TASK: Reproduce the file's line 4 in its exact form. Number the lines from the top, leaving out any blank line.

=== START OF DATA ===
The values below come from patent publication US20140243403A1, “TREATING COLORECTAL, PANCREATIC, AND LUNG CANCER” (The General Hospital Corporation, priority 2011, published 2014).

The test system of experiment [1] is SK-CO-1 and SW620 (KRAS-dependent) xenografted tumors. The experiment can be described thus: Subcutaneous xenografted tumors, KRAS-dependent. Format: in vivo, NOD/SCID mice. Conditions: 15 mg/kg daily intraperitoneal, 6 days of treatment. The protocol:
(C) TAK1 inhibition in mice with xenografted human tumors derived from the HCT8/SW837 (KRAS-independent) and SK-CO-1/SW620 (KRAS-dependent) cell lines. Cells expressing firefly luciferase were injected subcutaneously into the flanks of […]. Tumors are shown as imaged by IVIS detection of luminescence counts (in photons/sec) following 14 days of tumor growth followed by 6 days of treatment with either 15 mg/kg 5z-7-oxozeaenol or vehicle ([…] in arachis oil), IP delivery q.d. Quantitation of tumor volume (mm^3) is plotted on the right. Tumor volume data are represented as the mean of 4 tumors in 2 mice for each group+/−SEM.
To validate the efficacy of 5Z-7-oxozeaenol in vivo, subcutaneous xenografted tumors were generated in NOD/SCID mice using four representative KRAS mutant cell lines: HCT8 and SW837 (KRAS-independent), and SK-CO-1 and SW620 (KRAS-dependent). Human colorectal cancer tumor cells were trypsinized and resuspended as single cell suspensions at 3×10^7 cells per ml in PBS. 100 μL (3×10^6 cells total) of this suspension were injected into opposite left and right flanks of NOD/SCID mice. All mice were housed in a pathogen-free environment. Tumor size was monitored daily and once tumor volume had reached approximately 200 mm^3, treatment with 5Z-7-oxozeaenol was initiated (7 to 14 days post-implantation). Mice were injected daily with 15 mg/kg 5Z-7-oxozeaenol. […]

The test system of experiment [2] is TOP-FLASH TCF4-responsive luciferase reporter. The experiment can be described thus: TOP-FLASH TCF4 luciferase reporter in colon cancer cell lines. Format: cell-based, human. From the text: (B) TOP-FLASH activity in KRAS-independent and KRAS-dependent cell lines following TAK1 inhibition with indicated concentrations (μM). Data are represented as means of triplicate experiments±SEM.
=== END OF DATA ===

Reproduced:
To validate the efficacy of 5Z-7-oxozeaenol in vivo, subcutaneous xenografted tumors were generated in NOD/SCID mice using four representative KRAS mutant cell lines: HCT8 and SW837 (KRAS-independent), and SK-CO-1 and SW620 (KRAS-dependent). Human colorectal cancer tumor cells were trypsinized and resuspended as single cell suspensions at 3×10^7 cells per ml in PBS. 100 μL (3×10^6 cells total) of this suspension were injected into opposite left and right flanks of NOD/SCID mice. All mice were housed in a pathogen-free environment. Tumor size was monitored daily and once tumor volume had reached approximately 200 mm^3, treatment with 5Z-7-oxozeaenol was initiated (7 to 14 days post-implantation). Mice were injected daily with 15 mg/kg 5Z-7-oxozeaenol. […]